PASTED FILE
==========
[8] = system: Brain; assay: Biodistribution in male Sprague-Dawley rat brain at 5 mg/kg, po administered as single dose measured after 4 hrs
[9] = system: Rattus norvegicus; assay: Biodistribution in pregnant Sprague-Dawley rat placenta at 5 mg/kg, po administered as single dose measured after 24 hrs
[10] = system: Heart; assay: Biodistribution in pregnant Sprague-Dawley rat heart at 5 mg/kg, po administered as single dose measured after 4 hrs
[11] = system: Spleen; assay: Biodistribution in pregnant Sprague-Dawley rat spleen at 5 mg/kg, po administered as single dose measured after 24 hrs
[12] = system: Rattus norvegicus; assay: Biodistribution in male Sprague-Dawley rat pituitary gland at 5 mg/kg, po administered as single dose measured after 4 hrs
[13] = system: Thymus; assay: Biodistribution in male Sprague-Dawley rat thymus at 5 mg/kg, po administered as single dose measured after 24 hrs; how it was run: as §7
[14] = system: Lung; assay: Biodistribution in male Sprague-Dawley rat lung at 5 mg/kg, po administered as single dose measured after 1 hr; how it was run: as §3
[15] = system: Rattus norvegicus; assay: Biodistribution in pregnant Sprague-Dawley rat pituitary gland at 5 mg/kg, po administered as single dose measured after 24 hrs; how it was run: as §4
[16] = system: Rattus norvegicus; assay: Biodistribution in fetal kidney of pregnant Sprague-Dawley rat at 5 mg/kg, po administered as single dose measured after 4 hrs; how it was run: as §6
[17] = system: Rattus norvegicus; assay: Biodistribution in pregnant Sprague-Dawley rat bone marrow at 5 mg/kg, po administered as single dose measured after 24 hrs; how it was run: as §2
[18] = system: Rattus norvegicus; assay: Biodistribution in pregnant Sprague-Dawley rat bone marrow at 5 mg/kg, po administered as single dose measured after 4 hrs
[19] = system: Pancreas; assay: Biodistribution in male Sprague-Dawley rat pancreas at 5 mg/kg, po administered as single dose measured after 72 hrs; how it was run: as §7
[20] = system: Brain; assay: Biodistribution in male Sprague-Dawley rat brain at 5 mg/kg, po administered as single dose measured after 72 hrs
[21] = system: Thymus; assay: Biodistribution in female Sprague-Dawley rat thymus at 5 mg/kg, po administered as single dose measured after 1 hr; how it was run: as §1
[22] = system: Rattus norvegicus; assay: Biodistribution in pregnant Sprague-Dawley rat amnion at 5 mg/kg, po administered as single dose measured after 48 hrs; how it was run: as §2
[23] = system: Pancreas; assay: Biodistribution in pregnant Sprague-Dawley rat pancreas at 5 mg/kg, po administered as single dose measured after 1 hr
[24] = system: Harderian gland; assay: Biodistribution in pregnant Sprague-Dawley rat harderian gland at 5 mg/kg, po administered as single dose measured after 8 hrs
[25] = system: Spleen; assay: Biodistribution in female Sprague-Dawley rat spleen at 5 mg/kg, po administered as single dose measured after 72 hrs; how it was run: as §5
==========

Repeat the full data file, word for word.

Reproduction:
[8] = system: Brain; assay: Biodistribution in male Sprague-Dawley rat brain at 5 mg/kg, po administered as single dose measured after 4 hrs
[9] = system: Rattus norvegicus; assay: Biodistribution in pregnant Sprague-Dawley rat placenta at 5 mg/kg, po administered as single dose measured after 24 hrs
[10] = system: Heart; assay: Biodistribution in pregnant Sprague-Dawley rat heart at 5 mg/kg, po administered as single dose measured after 4 hrs
[11] = system: Spleen; assay: Biodistribution in pregnant Sprague-Dawley rat spleen at 5 mg/kg, po administered as single dose measured after 24 hrs
[12] = system: Rattus norvegicus; assay: Biodistribution in male Sprague-Dawley rat pituitary gland at 5 mg/kg, po administered as single dose measured after 4 hrs
[13] = system: Thymus; assay: Biodistribution in male Sprague-Dawley rat thymus at 5 mg/kg, po administered as single dose measured after 24 hrs; how it was run: as §7
[14] = system: Lung; assay: Biodistribution in male Sprague-Dawley rat lung at 5 mg/kg, po administered as single dose measured after 1 hr; how it was run: as §3
[15] = system: Rattus norvegicus; assay: Biodistribution in pregnant Sprague-Dawley rat pituitary gland at 5 mg/kg, po administered as single dose measured after 24 hrs; how it was run: as §4
[16] = system: Rattus norvegicus; assay: Biodistribution in fetal kidney of pregnant Sprague-Dawley rat at 5 mg/kg, po administered as single dose measured after 4 hrs; how it was run: as §6
[17] = system: Rattus norvegicus; assay: Biodistribution in pregnant Sprague-Dawley rat bone marrow at 5 mg/kg, po administered as single dose measured after 24 hrs; how it was run: as §2
[18] = system: Rattus norvegicus; assay: Biodistribution in pregnant Sprague-Dawley rat bone marrow at 5 mg/kg, po administered as single dose measured after 4 hrs
[19] = system: Pancreas; assay: Biodistribution in male Sprague-Dawley rat pancreas at 5 mg/kg, po administered as single dose measured after 72 hrs; how it was run: as §7
[20] = system: Brain; assay: Biodistribution in male Sprague-Dawley rat brain at 5 mg/kg, po administered as single dose measured after 72 hrs
[21] = system: Thymus; assay: Biodistribution in female Sprague-Dawley rat thymus at 5 mg/kg, po administered as single dose measured after 1 hr; how it was run: as §1
[22] = system: Rattus norvegicus; assay: Biodistribution in pregnant Sprague-Dawley rat amnion at 5 mg/kg, po administered as single dose measured after 48 hrs; how it was run: as §2
[23] = system: Pancreas; assay: Biodistribution in pregnant Sprague-Dawley rat pancreas at 5 mg/kg, po administered as single dose measured after 1 hr
[24] = system: Harderian gland; assay: Biodistribution in pregnant Sprague-Dawley rat harderian gland at 5 mg/kg, po administered as single dose measured after 8 hrs
[25] = system: Spleen; assay: Biodistribution in female Sprague-Dawley rat spleen at 5 mg/kg, po administered as single dose measured after 72 hrs; how it was run: as §5